Our neighbours, mostly all of them, have generators at home. This is precisely the great misery of mine.

Oh, there is something I forgot to tell you about.

It is 8:22 pm now. And we have power. There is a fan next to me giving me some chilling air. I could escape neither the devil nor the deep blue sea. Both were there in my mind as I got to sleep this morning. I slept, oppressed. I thought I will come to finish the piece before power goes off, but unfortunately I’m always the weak part. I always lose.

In fact, I don’t lose though they do win! (I really don’t know who they are.)

I was hanging out with a friend the other day. We have numerous things in common, but the most relieving part of our mutuality is that we both don’t have a generator at home. It was dark all over the street we walked along. And the weather was intolerably stuffy. Generators surrounded us from every direction. We thought we were escaping our homes to have fun outside. Obviously, we were mistaken. I told my friend how bad I feel when I hear the sound of too many generators screaming at once. He just nodded to me and said it was the same feeling he always failed to express. It was tormenting him from inside.

I had a similar chat with another friend of mine. Likewise, we have many things in common. However, this time we sat by ourselves on the roof of my friend’s house. It was dark except for a faint light coming from the nearby houses which were run by generators of different sizes— and noises, therefore. I barely talked but kept listening to things I always failed to express. He told me depressed he felt when power went off, and how he was bound to suffer due to the several generators around.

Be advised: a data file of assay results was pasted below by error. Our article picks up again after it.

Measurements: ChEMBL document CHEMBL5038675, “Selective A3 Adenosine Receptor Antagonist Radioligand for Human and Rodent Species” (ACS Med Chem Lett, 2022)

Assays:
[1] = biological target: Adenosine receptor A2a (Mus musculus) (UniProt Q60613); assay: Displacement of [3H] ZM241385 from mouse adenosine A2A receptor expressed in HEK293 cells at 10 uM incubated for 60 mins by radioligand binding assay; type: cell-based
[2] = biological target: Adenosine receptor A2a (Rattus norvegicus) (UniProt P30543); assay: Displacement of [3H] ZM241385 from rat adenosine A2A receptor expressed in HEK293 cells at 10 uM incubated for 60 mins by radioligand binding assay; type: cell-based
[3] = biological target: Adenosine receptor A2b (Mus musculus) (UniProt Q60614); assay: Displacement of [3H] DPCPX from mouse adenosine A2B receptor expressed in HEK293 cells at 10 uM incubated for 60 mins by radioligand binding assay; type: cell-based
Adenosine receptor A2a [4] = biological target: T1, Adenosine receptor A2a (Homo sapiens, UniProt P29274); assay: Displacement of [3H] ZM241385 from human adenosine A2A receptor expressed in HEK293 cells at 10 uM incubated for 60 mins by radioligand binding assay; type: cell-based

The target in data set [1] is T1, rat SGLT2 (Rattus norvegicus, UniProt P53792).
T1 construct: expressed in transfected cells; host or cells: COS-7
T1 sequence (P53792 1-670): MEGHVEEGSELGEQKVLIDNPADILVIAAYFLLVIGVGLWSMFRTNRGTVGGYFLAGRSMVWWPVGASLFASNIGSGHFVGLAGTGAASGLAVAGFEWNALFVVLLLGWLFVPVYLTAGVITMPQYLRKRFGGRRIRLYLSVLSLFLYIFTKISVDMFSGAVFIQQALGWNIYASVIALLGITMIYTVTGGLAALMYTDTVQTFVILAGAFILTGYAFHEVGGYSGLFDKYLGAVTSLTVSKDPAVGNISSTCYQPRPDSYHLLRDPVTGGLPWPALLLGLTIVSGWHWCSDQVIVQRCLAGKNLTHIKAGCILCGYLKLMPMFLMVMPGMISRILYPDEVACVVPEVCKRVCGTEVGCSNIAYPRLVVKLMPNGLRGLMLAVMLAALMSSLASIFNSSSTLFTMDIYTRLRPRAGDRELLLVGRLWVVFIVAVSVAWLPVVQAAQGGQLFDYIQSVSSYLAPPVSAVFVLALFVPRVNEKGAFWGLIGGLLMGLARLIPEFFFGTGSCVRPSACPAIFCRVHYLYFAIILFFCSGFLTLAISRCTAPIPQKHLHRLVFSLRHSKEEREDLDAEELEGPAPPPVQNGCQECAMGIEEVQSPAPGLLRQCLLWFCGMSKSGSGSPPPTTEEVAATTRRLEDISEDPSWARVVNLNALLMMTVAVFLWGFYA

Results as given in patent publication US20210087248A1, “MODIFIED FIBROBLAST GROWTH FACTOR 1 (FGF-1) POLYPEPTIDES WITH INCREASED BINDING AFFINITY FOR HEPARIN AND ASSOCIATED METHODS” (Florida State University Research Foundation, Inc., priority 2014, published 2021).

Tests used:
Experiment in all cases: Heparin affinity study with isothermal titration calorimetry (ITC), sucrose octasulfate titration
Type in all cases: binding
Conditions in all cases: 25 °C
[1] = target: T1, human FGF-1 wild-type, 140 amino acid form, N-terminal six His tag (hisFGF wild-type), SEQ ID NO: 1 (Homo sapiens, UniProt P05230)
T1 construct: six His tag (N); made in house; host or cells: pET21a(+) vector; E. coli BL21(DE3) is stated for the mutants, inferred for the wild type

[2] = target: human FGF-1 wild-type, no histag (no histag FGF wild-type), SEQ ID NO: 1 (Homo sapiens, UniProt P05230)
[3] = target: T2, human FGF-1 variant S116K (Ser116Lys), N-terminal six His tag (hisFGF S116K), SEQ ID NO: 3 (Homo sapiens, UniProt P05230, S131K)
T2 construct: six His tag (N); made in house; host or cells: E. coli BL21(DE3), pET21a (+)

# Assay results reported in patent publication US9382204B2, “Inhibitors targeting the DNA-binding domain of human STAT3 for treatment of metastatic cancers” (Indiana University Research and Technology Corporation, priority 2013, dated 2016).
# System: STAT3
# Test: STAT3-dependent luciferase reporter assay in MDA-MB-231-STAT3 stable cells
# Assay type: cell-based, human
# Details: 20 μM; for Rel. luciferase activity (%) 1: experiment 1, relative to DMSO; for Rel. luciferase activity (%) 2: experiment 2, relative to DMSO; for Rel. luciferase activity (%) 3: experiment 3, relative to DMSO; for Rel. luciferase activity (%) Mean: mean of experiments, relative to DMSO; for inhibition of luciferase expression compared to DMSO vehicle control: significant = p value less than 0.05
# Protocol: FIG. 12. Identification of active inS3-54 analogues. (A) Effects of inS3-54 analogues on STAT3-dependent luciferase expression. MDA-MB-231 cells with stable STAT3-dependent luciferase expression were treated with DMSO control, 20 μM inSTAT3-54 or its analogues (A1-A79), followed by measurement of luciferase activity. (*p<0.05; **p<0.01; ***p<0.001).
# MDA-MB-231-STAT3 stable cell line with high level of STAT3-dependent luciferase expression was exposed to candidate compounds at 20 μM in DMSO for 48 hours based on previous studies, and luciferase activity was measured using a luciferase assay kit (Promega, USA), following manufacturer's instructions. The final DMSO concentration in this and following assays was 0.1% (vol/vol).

There is one great and significant  contributor to this great tragedy I forgot to tell you about. (I’m sorry about my messy points; it’s just as messy as my thoughts are, or even the revs of the generator are) It is the fact that we’re living in Ramadan. Those who fast Ramadan know what it means to refrain from eating and drinking for more than 14 hours each day. But this is God’s will; we can’t talk about it.

My two friends and I don’t have a generator at our homes. This is part of the great misery of ours. Now—as you might have started to wonder—why on earth don’t you buy a generator and put an end to all this miserable life?!

But the question is why should I? Apart form the main normal and easily deduced reasons, I don’t want to buy a generator. Do I have to suffer, then?

Seemingly, the equation has become, it is either you buy a generator, or you’re destined to remain a poor creature, a loser, and a sufferer.

A generator won’t ward off the endless rowdy revs of our neighbours’ generators. And clearly we won’t be carrying a generator and walking along the street each time my friend and I wanted to have fun!

Moreover, a generator won’t establish you a state. Power does. If you don’t have power, you never have a state. This is what some driver wrathfully told me while giving me a ride through a dark street.

Mohammed Rabah Suliman

August, 21


17 responses to “Generators: Messy Revving Thoughts

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  2. Yousef M. Aljamal

    Genators these days look like the dowry to the bride. You have to have one to keep enjoying the light and fresh air of the fan, when it’s turned on. Go on brother,,, Mash2llah,, wonderful description of the miserable life!.